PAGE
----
Panelists weigh in on the issues impacting the efforts of spas in their pursuit of top talent and the things they can do to retain their expertise
The push for a regulated aesthetic industry is gaining momentum out west
Yolanda Delafranier is exasperated by the difficulties to get regulations adopted for aestheticians in Western Canada.
“It’s frustrating that there is no regulation,” says Delafranier, who works for Tru Spa Institute in Nanaimo, British Columbia, in admissions and community relations. Delafranier has worked tirelessly to get spa owners to recognize the value of a fully trained aesthetician but progress with both owners and the health authorities has been slow. “It’s very frustrating from a school’s perspective because we’re trying to create a standard of professionalism,” she says.
B.C. was deregulated in 2002. The issue is beign revisited now because aestheticians are doing more skin-invasive procedures and authorities there look at regulations every 10 years.
But now the timing might be right for a change in the industry thanks, in part to the efforts of the director of the aesthetics program at Del Mar College in Calgary. Linda Villeneuve’s fight for regulations has spanned more than a decade and two provinces. She taught aesthetics in B.C. for eight-and-half years before moving to head up the program at Del Mar. “One of the things I told the owners of Delmar when I started: within a two-year time period of them hiring me, I was going to get regulation at least started in Alberta,” she says.
She was hired in 2010. In 2012 the B.C. Cosmetology Industry Association expanded to include Alberta and changed its name to the Beauty Council of Western Canada to help in the push for accreditation.
Villeneuve is currently heading up a team from the Beauty Council that is creating an application for designated occupation status in Alberta that is very close to being sent to the government. The 25-strong Alberta advisory panel–made up of salon and spa professionals from industry in the province–is also spreading awareness. The Beauty Council has also created a program called Beauty Safe, which will set the benchmark on the general trade practices and entrance level infection prevention control.
She is fighting for that status because it allows the industry, rather than government, to have control over the entrance exam, it allows the industry to self-regulate, and there’s a lot less red tape than if she had pursued an apprenticeship-style approach.
And while Villeneuve was doing this work, Alberta Health was rewriting the legislation that governs the personal service industry, which includes hair, nails, and aestheticians. “How coincidental is that?” she says. “To find out that Alberta Health is currently rewriting the regulations governing our industry is fabulous. This is like the aligning of the stars.”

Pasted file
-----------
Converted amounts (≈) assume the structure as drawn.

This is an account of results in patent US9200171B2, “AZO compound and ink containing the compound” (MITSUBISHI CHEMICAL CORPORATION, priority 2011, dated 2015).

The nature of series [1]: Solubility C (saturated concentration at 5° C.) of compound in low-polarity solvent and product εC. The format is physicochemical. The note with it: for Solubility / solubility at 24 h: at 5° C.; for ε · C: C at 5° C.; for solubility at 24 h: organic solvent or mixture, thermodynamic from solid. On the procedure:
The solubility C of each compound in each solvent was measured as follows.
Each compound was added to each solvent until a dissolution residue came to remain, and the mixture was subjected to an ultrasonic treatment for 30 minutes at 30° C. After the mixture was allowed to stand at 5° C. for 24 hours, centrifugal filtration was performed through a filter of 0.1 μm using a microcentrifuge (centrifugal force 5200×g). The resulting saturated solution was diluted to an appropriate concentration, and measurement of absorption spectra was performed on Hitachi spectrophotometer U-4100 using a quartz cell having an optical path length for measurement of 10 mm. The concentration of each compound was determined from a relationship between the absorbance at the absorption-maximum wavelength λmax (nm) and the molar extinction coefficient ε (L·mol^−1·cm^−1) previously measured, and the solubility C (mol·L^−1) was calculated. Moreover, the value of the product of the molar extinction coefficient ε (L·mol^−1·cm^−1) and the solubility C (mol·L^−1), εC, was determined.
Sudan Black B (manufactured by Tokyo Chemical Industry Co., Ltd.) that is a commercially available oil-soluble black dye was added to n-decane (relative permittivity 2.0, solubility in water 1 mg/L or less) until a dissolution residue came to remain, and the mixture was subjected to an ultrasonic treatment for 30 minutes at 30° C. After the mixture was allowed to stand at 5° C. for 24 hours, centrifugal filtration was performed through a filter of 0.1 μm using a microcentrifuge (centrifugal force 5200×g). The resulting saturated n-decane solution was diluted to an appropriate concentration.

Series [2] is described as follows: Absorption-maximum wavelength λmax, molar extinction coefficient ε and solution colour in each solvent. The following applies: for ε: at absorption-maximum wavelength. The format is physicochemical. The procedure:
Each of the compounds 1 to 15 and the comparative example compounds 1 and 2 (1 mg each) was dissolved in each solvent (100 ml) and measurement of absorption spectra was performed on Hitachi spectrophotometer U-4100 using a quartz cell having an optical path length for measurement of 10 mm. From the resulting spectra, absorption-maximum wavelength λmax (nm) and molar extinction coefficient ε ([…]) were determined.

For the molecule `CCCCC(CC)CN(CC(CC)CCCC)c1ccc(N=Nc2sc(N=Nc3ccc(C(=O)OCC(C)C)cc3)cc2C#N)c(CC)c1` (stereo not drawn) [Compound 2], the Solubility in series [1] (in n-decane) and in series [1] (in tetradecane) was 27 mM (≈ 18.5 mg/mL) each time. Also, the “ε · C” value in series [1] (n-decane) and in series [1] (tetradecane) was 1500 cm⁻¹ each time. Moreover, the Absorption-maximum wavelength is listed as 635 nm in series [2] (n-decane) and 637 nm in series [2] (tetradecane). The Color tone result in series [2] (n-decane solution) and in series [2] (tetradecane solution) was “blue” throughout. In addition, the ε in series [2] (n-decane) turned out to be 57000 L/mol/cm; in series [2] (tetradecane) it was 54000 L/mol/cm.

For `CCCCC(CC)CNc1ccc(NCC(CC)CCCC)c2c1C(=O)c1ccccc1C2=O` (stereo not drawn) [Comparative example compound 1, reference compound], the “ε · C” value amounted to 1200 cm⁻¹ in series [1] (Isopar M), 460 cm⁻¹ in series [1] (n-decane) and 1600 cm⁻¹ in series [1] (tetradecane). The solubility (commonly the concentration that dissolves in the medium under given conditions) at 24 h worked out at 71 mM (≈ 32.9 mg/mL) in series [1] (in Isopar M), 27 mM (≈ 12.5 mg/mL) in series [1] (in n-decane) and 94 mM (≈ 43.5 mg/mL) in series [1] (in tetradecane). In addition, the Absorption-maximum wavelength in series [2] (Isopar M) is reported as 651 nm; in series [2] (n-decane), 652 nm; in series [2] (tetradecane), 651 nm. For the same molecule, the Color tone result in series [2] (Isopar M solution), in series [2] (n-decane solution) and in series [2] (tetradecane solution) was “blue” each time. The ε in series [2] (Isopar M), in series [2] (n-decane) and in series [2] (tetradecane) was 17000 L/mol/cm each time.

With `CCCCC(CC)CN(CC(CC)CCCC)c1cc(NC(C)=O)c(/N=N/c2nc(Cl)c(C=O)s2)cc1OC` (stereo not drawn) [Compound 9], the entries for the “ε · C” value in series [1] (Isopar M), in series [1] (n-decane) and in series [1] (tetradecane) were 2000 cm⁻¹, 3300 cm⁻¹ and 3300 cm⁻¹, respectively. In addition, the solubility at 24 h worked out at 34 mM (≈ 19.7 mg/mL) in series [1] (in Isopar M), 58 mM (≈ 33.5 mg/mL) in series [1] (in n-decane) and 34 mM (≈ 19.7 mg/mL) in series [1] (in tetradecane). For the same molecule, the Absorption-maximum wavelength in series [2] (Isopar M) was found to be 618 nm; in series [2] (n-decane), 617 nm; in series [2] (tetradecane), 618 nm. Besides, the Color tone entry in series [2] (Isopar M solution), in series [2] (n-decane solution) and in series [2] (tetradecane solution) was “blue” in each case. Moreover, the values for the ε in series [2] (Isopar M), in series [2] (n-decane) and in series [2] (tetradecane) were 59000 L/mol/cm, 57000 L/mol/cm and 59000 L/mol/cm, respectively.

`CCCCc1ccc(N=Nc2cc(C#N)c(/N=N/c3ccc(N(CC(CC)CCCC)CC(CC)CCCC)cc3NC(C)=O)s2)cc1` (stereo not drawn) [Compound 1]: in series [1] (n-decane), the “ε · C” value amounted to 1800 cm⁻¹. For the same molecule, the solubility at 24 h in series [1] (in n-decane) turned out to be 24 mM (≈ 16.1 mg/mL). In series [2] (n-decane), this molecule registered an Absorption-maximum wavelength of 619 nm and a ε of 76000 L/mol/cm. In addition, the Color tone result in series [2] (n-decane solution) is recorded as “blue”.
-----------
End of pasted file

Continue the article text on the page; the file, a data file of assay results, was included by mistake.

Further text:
Villeneuve has been told the plan is to have the regulations in Alberta in front of the health minister before the end of 2013 with the hope they will come out the following year. “I’m not going to profess to know exactly what will be written into the regulations,” she says.
A Success Story
Meanwhile, on the other side of the country, Nova Scotia is one of the leaders in Canada when it comes to regulations for aestheticians.
After a lot of work and a strong desire of its members, the Cosmetology Association of Nova Scotia accepted aestheticians in 2003. The association worked closely with the province to develop a legislated act and bylaws to govern the cosmetology industry as the issue was too great to ignore. “It’s a huge need,” says Dana Sharkey, executive director of the cosmetology association, citing issues like bacteria and sanitation.
Currently, aspiring aestheticians must complete 1,250 hours in school and then complete a provincial exam–both practical and written. Right now it’s a three-tiered system with a junior licence, a general licence and a masters. But that is actually up for change. The proposed system stipulates 1,500 hours and removes the junior and general licenses with graduates coming out as aestheticians then working toward their masters and instructors–if they want to go that route. The association self-regulates through licensing and makes sure its aestheticians are compliant with all regulations, as well as sanitation and disinfecting of all salons and spas in the province. The association also fields member and public complaints.
Back out in Nanaimo, Tru Spa Institute will continue to offer students a high standard of education through its six-month Complete Aesthetics Technician program and its nine-month Aesthetic and Spa Essentials. “We are strong supporters of the B.C. Beauty Council,” says Delafranier. And she says she is starting to see the change in some spa owners as they see the need for somebody certified. “It’s just something that just puts them more over the top than some of the other places.”